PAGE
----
Tribal Advisory Committee
The Tribal Advisory Committee (TAC) advises CDC/ATSDR on policy issues and broad strategies that may significantly affect American Indian/Alaska Native communities. The TAC will assist CDC/ATSDR in fulfilling its mission to promote health and quality of life by preventing and controlling disease, injury, and disability through established and ongoing relationships and consultation sessions.
The TAC consists of 16 voluntary representatives: one delegate (and one authorized representative) from a federally recognized tribe geographically located in each of the 12 Indian Health Service Areas, and one delegate (and one authorized representative) from four federally recognized tribes at large.
Delegates must be
- Elected tribal officials,
- Acting in their official capacity as elected officials of their tribe, with authority to act on behalf of the tribe,
- Qualified to represent the views of the Indian tribes in the area from which they are nominated.
Each delegate may designate an authorized representative to act on his or her behalf. Authorized representatives may be elected tribal officials or designated tribal officials who are qualified to represent the views of tribes. Authorized representatives might include, but are not limited to, tribal health officers, tribal health system executive directors, and leaders of regional and national non-profit organizations (501.c.3), such as the National Congress of American Indians, the National Indian Health Board, or the National Indian Child Welfare Association.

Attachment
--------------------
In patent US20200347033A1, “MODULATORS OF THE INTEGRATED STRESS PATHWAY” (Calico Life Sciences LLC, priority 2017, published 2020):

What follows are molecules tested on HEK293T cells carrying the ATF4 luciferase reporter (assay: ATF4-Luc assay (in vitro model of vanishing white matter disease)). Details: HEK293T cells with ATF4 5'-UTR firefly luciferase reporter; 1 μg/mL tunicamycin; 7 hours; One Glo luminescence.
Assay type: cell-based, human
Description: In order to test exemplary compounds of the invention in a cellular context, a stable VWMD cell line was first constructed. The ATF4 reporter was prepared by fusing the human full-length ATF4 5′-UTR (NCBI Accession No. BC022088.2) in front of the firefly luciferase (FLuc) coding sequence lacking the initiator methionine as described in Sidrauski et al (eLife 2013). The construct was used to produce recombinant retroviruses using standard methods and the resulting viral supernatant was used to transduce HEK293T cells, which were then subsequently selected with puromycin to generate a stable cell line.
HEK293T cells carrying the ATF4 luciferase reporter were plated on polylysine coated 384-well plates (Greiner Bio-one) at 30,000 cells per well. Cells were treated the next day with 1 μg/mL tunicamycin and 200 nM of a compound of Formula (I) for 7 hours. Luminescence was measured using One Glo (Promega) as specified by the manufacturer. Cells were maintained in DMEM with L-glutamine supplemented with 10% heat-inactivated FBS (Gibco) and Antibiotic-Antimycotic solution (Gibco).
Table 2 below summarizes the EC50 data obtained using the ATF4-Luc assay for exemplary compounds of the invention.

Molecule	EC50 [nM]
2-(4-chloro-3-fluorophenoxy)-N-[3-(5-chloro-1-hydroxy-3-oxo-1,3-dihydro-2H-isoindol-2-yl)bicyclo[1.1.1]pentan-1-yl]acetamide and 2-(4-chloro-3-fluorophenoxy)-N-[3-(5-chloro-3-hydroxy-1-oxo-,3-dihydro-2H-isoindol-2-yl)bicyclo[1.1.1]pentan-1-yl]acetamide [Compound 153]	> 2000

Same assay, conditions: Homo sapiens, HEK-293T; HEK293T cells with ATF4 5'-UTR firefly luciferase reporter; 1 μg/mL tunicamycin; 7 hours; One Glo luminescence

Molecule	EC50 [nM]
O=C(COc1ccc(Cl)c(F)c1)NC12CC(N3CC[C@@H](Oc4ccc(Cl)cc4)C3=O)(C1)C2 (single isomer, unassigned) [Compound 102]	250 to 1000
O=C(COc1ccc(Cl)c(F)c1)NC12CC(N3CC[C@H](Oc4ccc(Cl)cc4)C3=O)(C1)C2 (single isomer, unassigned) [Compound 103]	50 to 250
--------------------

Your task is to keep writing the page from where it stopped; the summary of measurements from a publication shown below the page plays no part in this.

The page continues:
- TAC Fact Sheet [PDF-113KB]
- Current TAC Roster [PDF-56KB]
- TAC Charter [PDF-179KB]
- CDC/ATSDR Tribal Consultation Policy [PDF-418KB]
- Federal Advisory Committee Act (FACA) Frequently Asked Questions [PDF-62KB]
Document provided by the Department of Health and Human Services
Acting Executive Secretary (Designated Federal Officer)—Judith A. Monroe, MD, Director, Office for State, Tribal, Local and Territorial Support and Deputy Director, CDC
Past TAC Meetings
February 5-7, 2013
August 28–29, 2012
January 31–February 1, 2012
August 22–23, 2011
February 1–2, 2011
July 27-28, 2010
January 26–28, 2010
- Page last reviewed: May 19, 2014
- Page last updated: January 22, 2015
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